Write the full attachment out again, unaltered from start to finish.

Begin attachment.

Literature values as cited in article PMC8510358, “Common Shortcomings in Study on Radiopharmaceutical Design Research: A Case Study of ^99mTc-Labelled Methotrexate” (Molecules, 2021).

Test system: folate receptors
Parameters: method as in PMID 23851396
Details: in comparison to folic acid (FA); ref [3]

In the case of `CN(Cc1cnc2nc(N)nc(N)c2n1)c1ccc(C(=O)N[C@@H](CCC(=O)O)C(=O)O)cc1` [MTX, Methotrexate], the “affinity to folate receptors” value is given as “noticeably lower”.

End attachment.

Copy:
Literature values as cited in article PMC8510358, “Common Shortcomings in Study on Radiopharmaceutical Design Research: A Case Study of ^99mTc-Labelled Methotrexate” (Molecules, 2021).

Test system: folate receptors
Parameters: method as in PMID 23851396
Details: in comparison to folic acid (FA); ref [3]

In the case of `CN(Cc1cnc2nc(N)nc(N)c2n1)c1ccc(C(=O)N[C@@H](CCC(=O)O)C(=O)O)cc1` [MTX, Methotrexate], the “affinity to folate receptors” value is given as “noticeably lower”.